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Why we love independent record stores and Record Store Day

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Join us all month as we celebrate Record Store Day and the importance of the independent record store!

National Record Store Day 2017 is on April 22nd, and Disc Makers is joining in to help celebrate the enduring importance and coolness of the independent record store. Vinyl plays an important role in our history–we started pressing vinyl records for Philadelphia R&B bands in the late ’40s, and we’re continuing that tradition as vinyl continues its surge into mainstream popularity and accessibility.

According to the Record Store Day website, RSD is a “day for the people who make up the world of the record store — the staff, the customers, and the artists — to come together and celebrate the unique culture of a record store and the special role these independently owned stores play in their communities.” Record Store Day is actually a global event, with special vinyl and CD releases made exclusively for release on this day. Special performances and promotional releases are also part of the celebration, and we’re joining in. We asked some Disc Makers employees to show off their favorite records and share why music and vinyl albums are so important to them.

Steve Traenkner

Procurement Specialist

 Steve Traenkner shares why The Bronx on vinyl is important to him.
Which record did you choose and why is it significant to you?
The Bronx – Bronx I. This record is super important to me. It was one I was trying to find for years. Every time I would go to a record store, I would immediately go to the “B” section and look to see if they had it. I almost bought it on eBay a few times, but the price would always get real crazy. One 4th of July in Ocean City, NJ, I found it at Toilet Water and almost lost my mind. This record changed the way I play guitar and looked at songwriting. 10 songs in 28 minutes… it’s everything a hardcore record should be. This record is perfect…the album art, the liner notes, the songs, everything about it.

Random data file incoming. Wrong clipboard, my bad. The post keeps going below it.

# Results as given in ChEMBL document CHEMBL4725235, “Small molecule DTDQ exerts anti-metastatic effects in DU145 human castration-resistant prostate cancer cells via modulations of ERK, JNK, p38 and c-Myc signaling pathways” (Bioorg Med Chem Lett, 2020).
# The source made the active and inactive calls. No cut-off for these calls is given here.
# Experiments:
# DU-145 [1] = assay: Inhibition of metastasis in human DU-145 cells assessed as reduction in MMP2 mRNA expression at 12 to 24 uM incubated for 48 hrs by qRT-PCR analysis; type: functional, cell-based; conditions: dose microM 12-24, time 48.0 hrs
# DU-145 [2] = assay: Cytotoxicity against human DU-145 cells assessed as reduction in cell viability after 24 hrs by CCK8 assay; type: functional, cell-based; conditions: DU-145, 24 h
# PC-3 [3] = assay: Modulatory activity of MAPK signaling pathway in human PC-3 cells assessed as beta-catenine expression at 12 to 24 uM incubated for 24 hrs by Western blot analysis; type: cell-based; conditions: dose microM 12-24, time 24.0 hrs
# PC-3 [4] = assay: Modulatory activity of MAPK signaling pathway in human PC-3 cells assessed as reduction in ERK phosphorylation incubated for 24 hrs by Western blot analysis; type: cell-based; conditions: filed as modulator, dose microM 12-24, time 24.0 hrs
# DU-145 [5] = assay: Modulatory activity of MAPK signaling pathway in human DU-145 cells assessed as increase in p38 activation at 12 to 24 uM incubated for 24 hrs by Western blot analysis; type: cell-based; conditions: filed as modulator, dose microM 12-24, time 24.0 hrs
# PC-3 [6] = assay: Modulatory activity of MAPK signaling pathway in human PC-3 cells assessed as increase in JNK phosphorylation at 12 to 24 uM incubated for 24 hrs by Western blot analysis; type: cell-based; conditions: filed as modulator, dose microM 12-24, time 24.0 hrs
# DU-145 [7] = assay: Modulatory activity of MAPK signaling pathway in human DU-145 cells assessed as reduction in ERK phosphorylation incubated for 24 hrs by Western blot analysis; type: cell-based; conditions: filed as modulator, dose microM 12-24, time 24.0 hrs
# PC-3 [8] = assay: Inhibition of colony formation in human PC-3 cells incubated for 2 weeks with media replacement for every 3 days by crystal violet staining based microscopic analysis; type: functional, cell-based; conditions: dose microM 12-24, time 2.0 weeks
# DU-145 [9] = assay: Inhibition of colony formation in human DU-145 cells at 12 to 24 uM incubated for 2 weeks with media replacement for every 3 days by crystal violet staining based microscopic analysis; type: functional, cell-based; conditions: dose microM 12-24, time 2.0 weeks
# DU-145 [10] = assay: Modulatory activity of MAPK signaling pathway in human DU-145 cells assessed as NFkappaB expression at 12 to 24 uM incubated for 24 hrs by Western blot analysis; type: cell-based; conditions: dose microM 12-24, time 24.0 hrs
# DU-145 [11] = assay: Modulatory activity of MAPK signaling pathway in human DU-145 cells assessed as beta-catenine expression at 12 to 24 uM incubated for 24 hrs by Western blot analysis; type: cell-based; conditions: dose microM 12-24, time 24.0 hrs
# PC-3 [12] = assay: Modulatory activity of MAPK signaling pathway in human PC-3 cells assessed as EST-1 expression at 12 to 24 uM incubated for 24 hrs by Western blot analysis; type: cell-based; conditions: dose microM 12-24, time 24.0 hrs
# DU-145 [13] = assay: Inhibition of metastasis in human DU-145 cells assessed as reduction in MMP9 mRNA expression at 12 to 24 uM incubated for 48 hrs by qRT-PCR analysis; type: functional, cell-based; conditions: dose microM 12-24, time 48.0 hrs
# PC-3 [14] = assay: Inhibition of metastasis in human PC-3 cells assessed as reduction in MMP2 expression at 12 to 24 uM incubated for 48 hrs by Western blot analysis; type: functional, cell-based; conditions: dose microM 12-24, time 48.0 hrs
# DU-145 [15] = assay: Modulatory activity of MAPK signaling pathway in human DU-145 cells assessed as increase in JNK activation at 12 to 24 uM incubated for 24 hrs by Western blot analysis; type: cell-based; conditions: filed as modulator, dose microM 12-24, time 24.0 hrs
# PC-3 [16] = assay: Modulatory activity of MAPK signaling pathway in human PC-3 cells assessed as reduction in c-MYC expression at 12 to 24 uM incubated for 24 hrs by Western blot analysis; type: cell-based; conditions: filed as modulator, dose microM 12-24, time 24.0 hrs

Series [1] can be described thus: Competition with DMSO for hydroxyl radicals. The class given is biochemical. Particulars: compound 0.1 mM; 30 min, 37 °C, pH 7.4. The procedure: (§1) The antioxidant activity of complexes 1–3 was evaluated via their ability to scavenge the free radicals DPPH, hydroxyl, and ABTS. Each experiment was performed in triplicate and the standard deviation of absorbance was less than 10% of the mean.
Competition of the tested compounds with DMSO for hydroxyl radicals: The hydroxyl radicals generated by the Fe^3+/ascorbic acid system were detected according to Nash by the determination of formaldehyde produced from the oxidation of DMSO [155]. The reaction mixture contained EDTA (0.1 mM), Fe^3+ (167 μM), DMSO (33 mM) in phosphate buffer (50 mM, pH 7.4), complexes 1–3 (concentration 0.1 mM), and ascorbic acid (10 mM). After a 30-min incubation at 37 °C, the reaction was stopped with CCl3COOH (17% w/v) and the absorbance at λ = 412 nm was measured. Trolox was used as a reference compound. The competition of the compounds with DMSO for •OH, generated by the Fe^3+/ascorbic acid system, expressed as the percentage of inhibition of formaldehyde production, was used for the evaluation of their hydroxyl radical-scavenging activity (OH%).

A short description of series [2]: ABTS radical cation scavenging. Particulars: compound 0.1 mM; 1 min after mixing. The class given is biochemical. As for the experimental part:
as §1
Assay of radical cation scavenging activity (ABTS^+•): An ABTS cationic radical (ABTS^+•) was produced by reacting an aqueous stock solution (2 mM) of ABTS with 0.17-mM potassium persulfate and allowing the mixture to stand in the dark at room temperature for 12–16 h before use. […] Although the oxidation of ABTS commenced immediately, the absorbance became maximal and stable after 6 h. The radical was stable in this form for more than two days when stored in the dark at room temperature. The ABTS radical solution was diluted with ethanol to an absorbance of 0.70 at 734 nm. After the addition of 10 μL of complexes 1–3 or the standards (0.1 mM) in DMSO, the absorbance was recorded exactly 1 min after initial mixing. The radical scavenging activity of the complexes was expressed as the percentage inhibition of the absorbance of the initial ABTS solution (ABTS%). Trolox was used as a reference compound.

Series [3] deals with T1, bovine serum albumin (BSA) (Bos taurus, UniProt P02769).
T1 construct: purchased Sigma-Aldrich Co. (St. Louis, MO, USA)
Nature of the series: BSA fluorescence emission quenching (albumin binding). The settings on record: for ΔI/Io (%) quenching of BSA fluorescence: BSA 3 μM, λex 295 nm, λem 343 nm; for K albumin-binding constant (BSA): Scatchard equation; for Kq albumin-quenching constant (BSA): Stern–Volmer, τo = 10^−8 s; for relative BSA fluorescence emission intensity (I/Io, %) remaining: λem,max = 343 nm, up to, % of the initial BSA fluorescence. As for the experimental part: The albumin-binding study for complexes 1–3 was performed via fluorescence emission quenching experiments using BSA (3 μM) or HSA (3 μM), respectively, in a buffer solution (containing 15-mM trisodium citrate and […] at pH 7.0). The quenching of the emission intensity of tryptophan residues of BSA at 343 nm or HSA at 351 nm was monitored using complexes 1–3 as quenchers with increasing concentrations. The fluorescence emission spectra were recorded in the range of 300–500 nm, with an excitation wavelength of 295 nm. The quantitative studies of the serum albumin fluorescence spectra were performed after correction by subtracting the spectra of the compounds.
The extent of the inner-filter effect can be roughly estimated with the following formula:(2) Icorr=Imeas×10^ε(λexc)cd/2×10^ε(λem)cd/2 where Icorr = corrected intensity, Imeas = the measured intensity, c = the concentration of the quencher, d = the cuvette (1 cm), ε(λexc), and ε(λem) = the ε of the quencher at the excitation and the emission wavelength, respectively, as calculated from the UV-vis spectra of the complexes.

The Bronx – Bronx I vinyl record spinning on a turntable.What is your earliest or most memorable music memory?
Most memorable would be seeing The Replacements in Chicago in 2013. Something I never thought I would have the chance to do.

What are your thoughts on the experience of physical music mediums?
I love having physical copies of records, vinyl especially. I have been collecting for about 15 years now. There is a lot of time and effort that goes into the sequencing of a record and when you put it on a turntable, you are listening to the record the way the band wanted. I think digital music is great, the fact that I can walk around with 20,000 songs on something smaller than a CD is amazing, but nothing beats the experience of listening to a record while holding the sleeve and liner notes, or finding a gem after spending a few hours at an independent music store.

What do record stores and Record Store Day mean to you?
Record stores are incredibly important to me. I have met a lot of friends from going to, and working at, record stores throughout my life. Record Store Day is great for the indie stores. There are lines wrapping around buildings and people really seem to have taken a shine to it. I waited for over an hour last year at my favorite spot in the city [Philadelphia, PA], Long in the Tooth.

Rich Fadigan

Logistics Administrator

Rich Fadigan likes to seach for lost vinyl treasures like Fleet Foxes in indie music stores.
Which record did you choose and why is it significant to you?
I chose Fleet Foxes’ Helplessness Blues. For me, this album holds the honor of being the first vinyl record I ever bought; it was my introduction to an entire new facet of music and what it means to appreciate music.

Fleet Foxes in it's vinyl record medium instead of CD.
What is your earliest or most memorable music memory?
I vividly remember, when I was about 10 years old, I had a major “ah-ha!” moment – a bit of a musical epiphany. I had been given a burned CD of Jethro Tull’s 1977 album Songs From The Wood. However, whoever burned the disc had burned the entire album as a single 42-minute track. I wasn’t able to skip around and meander through the songs like I was used to doing. I believe this was the first time I listened to an entire album front-to-back, in one sitting. I discovered a new appreciation for the album as a whole composition, rather than a collection of individual pieces. I still get chills when I listen to some of those songs.